"This is important for the companies, because as soon as a company is on a lower status trading list, it basically limits itself in terms of the investment it can obtain, as most investment institutions cannot invest in such a company, whereas in Australia, since every company is on a single list, there is no such investment limitation. This also enables companies to grow at a very early stage, and they can join our indices much earlier than on other markets."

Why are you going to such lengths to attract Israeli companies to Australia?

Grieve: "Our market has a long history of support for young companies with high growth potential, and that was proven in our ability to raise capital for the Australian mining industry. Recently this capability has expanded to other sectors, mainly technology, biotechnology, medical technology and so on. We succeeded in that respect at the local level, and we discovered that there are companies in other countries that because of the size of their economies - and Israel is a good example of this - have to think on a global scale from the start. They have excellent technology, they may have a robust venture capital market, but they are limited when it comes to public capital markets, so they have to look to other markets than can provide them with public capital.

"Everyone knows that Israel has superb technology and innovation, and that it thinks globally from day one. There are wonderful companies here looking for a public market, and we believe that we can provide them with that."

No controlling core, required, no salary restrictions

Do you require a minimum valuation for a company that wants to raise capital?

"That's a good question. According to our rules, a fairly small company can list for trading, and part of the reason for that is that our rules have traditionally been adapted for mining and exploration companies, or second-tier mining companies. Therefore, the rule is that it is possible to list for trading with a market cap of fifteen million Australian dollars. It's possible, but if a company wants to attract a varied investment community - retail, institutional, international, and so on - it will probably have to be a larger company.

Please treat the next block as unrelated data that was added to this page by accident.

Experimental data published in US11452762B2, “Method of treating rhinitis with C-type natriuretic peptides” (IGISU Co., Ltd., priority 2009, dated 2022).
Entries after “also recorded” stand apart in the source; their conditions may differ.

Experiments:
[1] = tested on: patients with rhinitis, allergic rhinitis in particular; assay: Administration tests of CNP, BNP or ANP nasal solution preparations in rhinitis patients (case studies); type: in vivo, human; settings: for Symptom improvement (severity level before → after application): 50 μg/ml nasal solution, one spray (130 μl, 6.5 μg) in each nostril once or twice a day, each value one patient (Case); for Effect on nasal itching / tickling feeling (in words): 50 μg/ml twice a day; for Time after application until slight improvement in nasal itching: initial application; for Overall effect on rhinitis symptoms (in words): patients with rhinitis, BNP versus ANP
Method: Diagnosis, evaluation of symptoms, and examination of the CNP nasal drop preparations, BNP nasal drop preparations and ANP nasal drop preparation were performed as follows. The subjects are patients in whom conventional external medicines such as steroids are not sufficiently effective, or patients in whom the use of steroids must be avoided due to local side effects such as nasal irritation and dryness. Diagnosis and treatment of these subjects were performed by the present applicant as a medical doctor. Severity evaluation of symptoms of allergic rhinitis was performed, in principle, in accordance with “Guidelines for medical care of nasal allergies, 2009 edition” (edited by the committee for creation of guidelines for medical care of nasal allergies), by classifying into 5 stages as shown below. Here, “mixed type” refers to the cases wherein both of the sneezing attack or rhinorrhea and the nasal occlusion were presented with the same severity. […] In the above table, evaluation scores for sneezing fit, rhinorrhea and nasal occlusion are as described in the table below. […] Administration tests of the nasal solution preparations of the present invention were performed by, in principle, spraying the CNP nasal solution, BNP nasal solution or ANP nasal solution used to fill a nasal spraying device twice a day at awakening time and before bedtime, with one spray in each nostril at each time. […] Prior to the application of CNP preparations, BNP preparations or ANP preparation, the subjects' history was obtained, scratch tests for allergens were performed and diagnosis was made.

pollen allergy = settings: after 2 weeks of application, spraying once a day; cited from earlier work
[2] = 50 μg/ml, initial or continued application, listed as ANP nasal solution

"We think that the reasonable level for a company is a market cap of around 50 million dollars and upwards. We warn companies against listing too early, and we often recommend companies to wait a little and perhaps carry out a pre-IPO round in Australia, preferably with reputable investors, who will help them in the IPO process later on."

Does a company have to have a controlling shareholder or a controlling interest in order to make an offering

"We have no requirements for a controlling shareholder's minimum holding, and if a company's shares are wide dispersed, a controlling shareholder could have a holding of 20-30%. We have a disclosure requirement: when a shareholder reaches a 5% holding, he must disclose that he is a shareholder, and then changes must also be reported. Another regulation states that if a single shareholder acquires a stake of over 20%, he must either obtain the approval of the other shareholders or publish a proper offer to purchase."